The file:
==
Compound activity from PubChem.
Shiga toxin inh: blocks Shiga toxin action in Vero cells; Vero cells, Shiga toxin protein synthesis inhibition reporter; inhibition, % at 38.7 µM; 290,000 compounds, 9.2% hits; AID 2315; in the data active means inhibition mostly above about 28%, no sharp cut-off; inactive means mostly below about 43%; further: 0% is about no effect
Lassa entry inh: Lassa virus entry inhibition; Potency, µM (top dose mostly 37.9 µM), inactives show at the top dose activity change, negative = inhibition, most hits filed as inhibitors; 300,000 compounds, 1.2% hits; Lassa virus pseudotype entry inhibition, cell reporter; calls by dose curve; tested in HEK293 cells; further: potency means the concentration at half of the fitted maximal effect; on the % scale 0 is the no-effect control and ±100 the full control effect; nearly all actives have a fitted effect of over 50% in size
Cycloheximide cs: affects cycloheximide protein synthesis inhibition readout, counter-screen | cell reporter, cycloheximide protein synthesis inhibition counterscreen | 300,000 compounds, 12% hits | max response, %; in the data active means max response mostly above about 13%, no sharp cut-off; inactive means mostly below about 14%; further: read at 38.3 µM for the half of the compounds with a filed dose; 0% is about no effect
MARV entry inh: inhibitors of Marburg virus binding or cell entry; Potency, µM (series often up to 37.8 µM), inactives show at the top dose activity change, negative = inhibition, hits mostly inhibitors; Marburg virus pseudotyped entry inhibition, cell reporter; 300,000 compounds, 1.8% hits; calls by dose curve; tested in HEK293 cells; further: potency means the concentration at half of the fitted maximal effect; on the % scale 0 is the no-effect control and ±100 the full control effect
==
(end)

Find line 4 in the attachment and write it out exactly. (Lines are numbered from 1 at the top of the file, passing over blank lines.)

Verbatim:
Cycloheximide cs: affects cycloheximide protein synthesis inhibition readout, counter-screen | cell reporter, cycloheximide protein synthesis inhibition counterscreen | 300,000 compounds, 12% hits | max response, %; in the data active means max response mostly above about 13%, no sharp cut-off; inactive means mostly below about 14%; further: read at 38.3 µM for the half of the compounds with a filed dose; 0% is about no effect